choosing your influences

The household of Saul was a mess (1 Samuel 18-20).  He was disobedient to God and therefore was stripped of his power. In essence, he became a lame-duck king over Israel. Not a glorious start for Israel’s first ever royalty. In his place, David was anointed to be his successor. He was a faithful shepherd, not a warrior or carefully groomed prince, familiar with court intricacies or diplomatic intrigue; simply a man after God’s own heart. Perfect for the job, much to the chagrin of his older brothers who later chastised him for inquiring about Goliath as they quaked in their boots, refusing to meet the Philistine champion in battle.

Once the personal musician for Saul, David now became his champion, returning to him with Goliath’s head and battle armaments. The victor. The Israelite crowds cheered in delight in the days to come. They cried, “Saul has slain his thousands, and David his tens of thousands!” So, even as Saul took David into his household, ostensibly as a reward for his valor, he secretly plotted to kill this heir apparent to his throne. And thus the court intrigue commenced.

Saul first tried to arrange marriage between his elder daughter, Merab, and David so that he could use her to plot David’s assassination. But she loved another and married that person. But all was not lost. Saul soon learned that his younger daughter, Michal, was in love with David. So he offered her hand in marriage to David, so long as David returned to him with graphic proof (read the text for yourself) that he had killed one hundred Philistines with his own hand in battle. David agreed to these terms, given that he did not have sufficient wealth to provide the normal dowry, and soon returned with the proof of his military prowess. Thus, what was intended by Saul to be an impossible demand ending in David’s death in battle, brought David into his household on an even deeper level as his son-in-law.

From the outset of David’s entry into Saul’s military service, both David and the young prince of Israel, Jonathan, became fast friends. Their hearts were inextricably united. Despite Jonathan’s situation as son to Saul and former heir to the throne, he quickly became loyal to David. His father’s influence on him apparently was minimal. Ironic, given the evidence that Saul’s influence on David would later be tragically seen through David’s own successful (sadly) deployment of Saul’s court intrigue tactics, committing adultery with Bathsheba and then arranging for her husband, Uriah, to be sent to the front lines of battle without sufficient support, thus ending in his death. All this, while David stayed behind, courting a woman not his wife.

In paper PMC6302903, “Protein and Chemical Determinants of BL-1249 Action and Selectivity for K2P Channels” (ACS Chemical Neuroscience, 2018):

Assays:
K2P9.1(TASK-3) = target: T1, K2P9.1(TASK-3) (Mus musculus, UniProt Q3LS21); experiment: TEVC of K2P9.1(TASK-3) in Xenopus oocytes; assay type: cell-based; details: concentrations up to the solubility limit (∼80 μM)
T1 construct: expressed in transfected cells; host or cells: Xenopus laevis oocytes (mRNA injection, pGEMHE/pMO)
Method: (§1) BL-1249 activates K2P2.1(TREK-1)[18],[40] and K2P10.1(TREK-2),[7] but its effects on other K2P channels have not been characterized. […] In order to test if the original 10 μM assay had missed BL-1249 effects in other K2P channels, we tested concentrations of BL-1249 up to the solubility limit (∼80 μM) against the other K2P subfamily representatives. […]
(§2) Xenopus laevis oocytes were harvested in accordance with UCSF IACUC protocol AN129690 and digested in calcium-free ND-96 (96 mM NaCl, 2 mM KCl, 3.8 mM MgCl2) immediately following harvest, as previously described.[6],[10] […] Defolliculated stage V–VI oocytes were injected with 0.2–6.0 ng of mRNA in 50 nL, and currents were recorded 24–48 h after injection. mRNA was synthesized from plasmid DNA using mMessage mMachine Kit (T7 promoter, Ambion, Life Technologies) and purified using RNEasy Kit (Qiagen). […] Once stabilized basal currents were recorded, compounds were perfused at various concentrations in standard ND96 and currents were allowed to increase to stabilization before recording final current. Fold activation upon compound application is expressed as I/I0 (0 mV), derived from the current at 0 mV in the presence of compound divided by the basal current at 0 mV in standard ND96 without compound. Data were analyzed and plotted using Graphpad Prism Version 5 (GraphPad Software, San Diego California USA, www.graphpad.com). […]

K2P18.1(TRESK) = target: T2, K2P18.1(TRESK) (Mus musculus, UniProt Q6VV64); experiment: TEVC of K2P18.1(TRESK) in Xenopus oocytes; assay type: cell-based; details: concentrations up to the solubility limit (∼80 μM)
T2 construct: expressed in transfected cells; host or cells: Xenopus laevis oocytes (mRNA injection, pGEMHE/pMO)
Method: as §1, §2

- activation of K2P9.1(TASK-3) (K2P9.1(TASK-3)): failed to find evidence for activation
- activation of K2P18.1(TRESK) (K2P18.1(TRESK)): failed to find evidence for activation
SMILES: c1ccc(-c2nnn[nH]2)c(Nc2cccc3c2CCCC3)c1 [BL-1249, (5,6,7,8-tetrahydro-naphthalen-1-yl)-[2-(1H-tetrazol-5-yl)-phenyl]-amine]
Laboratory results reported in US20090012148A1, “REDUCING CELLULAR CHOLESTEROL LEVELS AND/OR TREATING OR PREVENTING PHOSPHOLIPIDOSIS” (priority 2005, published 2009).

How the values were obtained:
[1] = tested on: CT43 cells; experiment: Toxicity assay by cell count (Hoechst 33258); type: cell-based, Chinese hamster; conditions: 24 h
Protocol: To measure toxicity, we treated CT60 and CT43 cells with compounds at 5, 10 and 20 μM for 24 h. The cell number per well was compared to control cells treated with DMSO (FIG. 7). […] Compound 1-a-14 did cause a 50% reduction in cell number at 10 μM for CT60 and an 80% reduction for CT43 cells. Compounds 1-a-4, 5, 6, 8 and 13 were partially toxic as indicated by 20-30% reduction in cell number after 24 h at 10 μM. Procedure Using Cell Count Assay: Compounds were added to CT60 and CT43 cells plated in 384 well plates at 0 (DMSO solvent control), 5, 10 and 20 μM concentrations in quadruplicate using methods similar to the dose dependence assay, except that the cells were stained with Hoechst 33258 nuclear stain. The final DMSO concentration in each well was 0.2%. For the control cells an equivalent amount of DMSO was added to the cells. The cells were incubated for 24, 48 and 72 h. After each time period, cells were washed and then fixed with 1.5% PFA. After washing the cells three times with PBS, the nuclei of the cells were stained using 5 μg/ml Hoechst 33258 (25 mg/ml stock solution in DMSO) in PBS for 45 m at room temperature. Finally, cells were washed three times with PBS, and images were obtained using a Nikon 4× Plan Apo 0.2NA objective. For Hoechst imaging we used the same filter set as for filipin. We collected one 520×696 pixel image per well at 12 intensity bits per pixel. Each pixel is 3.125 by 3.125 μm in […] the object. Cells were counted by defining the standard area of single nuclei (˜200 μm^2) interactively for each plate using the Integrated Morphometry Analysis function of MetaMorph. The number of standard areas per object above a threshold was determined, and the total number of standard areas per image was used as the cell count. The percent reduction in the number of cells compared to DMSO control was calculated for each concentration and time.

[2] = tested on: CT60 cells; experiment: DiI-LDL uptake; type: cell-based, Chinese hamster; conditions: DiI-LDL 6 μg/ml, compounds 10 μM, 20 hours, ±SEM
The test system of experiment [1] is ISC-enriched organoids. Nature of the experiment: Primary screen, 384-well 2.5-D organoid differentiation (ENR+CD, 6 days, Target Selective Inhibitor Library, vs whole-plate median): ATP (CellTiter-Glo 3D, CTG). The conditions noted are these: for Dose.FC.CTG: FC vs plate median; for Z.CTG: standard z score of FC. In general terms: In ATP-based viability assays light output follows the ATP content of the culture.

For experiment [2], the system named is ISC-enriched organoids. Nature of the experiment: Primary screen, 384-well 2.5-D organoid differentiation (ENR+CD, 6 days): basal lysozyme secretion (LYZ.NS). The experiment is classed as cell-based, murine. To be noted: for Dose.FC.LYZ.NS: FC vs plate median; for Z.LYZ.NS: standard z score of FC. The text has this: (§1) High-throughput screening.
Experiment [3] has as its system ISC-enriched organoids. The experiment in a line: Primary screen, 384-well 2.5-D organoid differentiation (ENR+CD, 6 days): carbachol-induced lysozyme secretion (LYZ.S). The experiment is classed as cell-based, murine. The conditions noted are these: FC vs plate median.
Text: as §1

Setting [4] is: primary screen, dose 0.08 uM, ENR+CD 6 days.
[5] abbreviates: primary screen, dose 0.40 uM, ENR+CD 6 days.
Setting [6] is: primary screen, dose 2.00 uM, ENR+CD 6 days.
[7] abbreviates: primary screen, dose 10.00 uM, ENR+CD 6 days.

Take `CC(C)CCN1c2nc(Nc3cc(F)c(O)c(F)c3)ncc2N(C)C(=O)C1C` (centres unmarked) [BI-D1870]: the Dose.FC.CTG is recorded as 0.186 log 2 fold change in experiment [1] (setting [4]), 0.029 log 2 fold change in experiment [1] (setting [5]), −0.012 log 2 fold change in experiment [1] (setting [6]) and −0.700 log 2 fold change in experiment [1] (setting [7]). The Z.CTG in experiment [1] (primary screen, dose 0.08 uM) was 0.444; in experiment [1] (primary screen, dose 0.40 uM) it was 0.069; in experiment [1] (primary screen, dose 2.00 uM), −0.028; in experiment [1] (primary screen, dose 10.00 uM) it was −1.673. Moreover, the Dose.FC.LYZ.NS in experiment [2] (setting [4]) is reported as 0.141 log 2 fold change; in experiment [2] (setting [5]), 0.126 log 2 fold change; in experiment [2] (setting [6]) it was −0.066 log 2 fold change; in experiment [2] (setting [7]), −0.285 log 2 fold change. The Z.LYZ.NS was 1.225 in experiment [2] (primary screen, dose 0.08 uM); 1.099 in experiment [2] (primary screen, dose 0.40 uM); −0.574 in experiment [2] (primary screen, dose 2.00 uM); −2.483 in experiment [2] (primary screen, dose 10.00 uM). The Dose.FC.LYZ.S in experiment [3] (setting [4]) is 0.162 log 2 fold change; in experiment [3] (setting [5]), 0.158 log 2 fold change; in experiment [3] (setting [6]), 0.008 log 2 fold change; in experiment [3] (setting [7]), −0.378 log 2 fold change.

Saul threw spears at David, ordered Jonathan and his chief advisors to kill David, threw a spear at Jonathan to kill him, ordered Micah to help kill David (she did not do this, choosing instead to help David escape, albeit telling Saul that David threatened to kill her), and eventually attempted to kill David even without Jonathan’s knowledge.

And people complain about mothers-in-law? Hello? Saul was nuts by virtue of the demonic influence which poisoned his motives and behavior. Certifiable.

His household was in disarray. Yet, David refused to lay a hand on him, even when he had opportunity later on. Jonathan and David were steadfast in their loyalty to each other, despite the clear pressure on them, both having been ostracised by Saul.

It is telling to look at the lives of Saul, Jonathan, and David, and their eventual outcomes. Who influenced who? Who chose best concerning how they allowed the others to influence them? Clearly, Saul chose poorly. We do not know how Jonathan might have done had he inherited the throne, but providence placed him in a support role to David and he appears to have done admirably, given the obvious temptations to resent losing his royal inheritance, and to defend his father even in the face of Saul’s demonic fits of rage.

David receives mixed reviews. Yes, he had a heart after God. He was God’s chosen one to lead Isreal, and he did so with excellence to a large degree. But something happened as he grew older. The influences from the household of Saul had infiltrated his way of thinking. Add to that his own sin nature. These two elements mixed with David’s own ingenuity to poison his once pure motives, and resulted in tragic choices with profoundly deadly results.

The difference between Saul and David? Saul used a form of confession/repentance to try to maintain his stature. David genuinely repented when confronted by the prophet.

In some ways, both men were influenced by circumstances outside their control. Yet, they also chose their influences. And they chose their responses when confronted by their bad behavior.

Indeed, God looks at the heart, not the outward appearance.

Our influences help form and develop our motives.

Our motives are expressed through our choices.

Our choices result in actions, behaviors, and habits, which lead to consequences, positive or negative.

Although we certainly grew up amid influences which we could not control, such as family, schools and neighborhoods, we can choose how we respond to those influences, especially as we grow older.

Questions: Who have you chosen to influence you? Whose words capture your imagination, influencing your motives, actions, and life-long habits?


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